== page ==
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The ACDA-USIA Merger into State — The End of of an Era

As the Cold War began to go into full swing, the United States soon realized the need for distinct agencies that would operate outside of the existing federal executive departments. Accordingly, independent agencies such as the U.S. Arms Control and Disarmament Agency (ACDA) and the United States Information Agency (USIA) were created in 1961 and […]

Egypt Before the Arab Spring: Shifting Tides of Democracy and Westernization

The Arab Spring began in late 2010 as a series of anti-government protests throughout several Middle Eastern countries that permanently altered the political and social climate of the region. The time leading up to, during, and after this event has been full of turmoil and important political change. Hilda “Bambi” Arellano served as the USAID […]

A Precursor to the Downfall: Living Through Soviet Perestroika and Glasnost

The international community hoped great changes would come to the Soviet Union after Mikhail Gorbachev came to power in March 1985 and demonstrated his willingness to distinguish himself from the previous Soviet leaders. Gorbachev reversed the precedent of invariably praising the Soviet system when he criticized the inefficient Soviet economy in a speech delivered in […]

An Expropriation Saga in Peru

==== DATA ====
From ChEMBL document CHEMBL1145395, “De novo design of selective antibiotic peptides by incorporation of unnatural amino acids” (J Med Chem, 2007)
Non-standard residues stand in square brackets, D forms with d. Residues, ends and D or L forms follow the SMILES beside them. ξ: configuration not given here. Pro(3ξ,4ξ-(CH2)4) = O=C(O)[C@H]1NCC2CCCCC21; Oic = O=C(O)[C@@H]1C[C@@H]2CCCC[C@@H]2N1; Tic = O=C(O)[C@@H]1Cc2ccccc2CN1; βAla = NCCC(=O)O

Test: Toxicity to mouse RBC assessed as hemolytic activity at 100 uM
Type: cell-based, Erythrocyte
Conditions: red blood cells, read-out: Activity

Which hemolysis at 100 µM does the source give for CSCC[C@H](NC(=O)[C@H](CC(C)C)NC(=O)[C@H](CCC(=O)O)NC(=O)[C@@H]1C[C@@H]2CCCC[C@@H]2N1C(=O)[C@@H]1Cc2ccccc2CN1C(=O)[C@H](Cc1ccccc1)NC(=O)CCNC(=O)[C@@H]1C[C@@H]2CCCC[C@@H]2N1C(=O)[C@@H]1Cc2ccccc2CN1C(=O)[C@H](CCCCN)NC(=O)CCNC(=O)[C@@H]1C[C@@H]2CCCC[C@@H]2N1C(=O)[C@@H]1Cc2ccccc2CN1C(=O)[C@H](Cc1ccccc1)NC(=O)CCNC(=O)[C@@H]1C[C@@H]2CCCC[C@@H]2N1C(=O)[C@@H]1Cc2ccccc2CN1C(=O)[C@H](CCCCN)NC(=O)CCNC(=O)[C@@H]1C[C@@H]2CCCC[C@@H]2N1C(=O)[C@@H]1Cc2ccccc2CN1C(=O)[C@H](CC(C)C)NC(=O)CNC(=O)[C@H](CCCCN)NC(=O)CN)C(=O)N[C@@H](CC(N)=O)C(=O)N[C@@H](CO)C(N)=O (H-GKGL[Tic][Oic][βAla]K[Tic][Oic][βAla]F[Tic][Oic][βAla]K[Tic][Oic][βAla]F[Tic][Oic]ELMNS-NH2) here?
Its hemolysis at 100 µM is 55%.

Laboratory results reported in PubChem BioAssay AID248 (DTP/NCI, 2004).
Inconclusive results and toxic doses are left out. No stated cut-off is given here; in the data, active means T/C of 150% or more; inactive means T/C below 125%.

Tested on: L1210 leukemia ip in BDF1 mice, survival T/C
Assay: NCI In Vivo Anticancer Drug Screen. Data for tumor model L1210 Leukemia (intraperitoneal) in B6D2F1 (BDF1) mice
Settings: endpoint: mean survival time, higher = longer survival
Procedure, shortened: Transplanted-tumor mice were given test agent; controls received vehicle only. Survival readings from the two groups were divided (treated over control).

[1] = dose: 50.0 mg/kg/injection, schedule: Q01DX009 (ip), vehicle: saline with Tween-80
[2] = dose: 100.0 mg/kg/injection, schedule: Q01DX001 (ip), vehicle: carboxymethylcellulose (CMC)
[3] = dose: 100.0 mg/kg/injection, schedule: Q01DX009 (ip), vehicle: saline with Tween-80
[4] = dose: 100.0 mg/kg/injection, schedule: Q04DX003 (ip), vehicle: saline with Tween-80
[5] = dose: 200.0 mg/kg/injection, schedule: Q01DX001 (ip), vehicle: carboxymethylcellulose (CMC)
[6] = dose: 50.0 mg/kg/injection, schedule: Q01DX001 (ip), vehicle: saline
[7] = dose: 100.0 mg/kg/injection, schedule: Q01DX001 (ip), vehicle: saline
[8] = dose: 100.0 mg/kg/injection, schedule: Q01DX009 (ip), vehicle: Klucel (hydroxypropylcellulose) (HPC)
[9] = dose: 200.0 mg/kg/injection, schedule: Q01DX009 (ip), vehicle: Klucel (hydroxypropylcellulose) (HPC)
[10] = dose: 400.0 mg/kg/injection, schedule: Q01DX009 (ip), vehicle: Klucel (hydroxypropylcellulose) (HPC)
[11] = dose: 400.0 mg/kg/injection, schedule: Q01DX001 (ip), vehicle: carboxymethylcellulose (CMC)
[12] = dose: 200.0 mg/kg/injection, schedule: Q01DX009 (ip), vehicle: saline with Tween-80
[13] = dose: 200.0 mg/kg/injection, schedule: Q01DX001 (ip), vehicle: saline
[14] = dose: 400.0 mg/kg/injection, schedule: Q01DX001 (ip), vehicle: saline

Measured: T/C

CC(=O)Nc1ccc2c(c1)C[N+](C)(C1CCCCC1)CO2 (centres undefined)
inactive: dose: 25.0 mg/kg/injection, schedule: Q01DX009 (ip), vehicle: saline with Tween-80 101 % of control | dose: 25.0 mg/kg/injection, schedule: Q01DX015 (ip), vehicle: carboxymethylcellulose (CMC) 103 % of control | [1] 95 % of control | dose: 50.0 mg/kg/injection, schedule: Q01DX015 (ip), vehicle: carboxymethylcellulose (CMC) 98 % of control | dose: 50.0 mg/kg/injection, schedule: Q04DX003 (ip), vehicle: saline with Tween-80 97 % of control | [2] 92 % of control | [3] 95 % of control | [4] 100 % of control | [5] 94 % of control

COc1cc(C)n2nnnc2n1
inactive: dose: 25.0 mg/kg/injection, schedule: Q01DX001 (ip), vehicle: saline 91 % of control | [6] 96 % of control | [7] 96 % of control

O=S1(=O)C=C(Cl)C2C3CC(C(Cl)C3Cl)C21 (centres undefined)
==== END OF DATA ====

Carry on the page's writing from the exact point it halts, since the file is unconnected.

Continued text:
For many Latin American states, expropriation has been a hammer in the toolbox of land or labor reform. For the United States, expropriation has been a thorn in the side of its companies’ profitable operations in the region—and, therefore, a threat to its interests. This conflict has played out many times throughout the region. In […]

Siberia and Samizdat: Moscow’s Underground During Communism

Long regarded as a monolithic entity where any dissension was ruthlessly suppressed by the KGB, Western audiences often ignored the intellectual culture of the Soviet Union. However, this viewpoint dismisses the underground scene of Soviet dissidents who played a critical role in speaking out against and documenting the abuses of the regime. Whether through human […]

“Dining is the Soul of Diplomacy”

Lord Palmerston, a former British prime minister and three time foreign minister, once famously noted, “Dining is the soul of diplomacy.” Countless diplomatic discussions have occurred over good food and drink, centered at well-dressed dining tables in embassies and diplomatic residences. Food brings people together, and the dining table makes for an excellent setting to […]

The Last American Diplomat in Medellín—Countering Anti-Americanism in Cartel-Era Colombia

Guns, cocaine, and kidnappings—this was the state of much of Colombia in the early 1980s. Medellín in particular, home to the rising Cartel de Medellín and leftist guerrilla insurgents, was the bedrock of anti-Americanism in the country during these years. Strikingly, Medellín was also home to a U.S. consulate at the time, hosting a total […]